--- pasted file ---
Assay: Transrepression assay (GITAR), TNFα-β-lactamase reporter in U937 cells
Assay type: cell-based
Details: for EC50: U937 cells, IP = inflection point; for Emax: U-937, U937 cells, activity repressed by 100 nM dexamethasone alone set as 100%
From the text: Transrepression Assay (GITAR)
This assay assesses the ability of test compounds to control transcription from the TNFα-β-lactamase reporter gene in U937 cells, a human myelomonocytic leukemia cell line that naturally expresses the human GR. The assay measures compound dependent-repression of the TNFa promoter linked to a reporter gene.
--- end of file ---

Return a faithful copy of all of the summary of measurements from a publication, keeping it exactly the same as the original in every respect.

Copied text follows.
Assay: Transrepression assay (GITAR), TNFα-β-lactamase reporter in U937 cells
Assay type: cell-based
Details: for EC50: U937 cells, IP = inflection point; for Emax: U-937, U937 cells, activity repressed by 100 nM dexamethasone alone set as 100%
From the text: Transrepression Assay (GITAR)
This assay assesses the ability of test compounds to control transcription from the TNFα-β-lactamase reporter gene in U937 cells, a human myelomonocytic leukemia cell line that naturally expresses the human GR. The assay measures compound dependent-repression of the TNFa promoter linked to a reporter gene.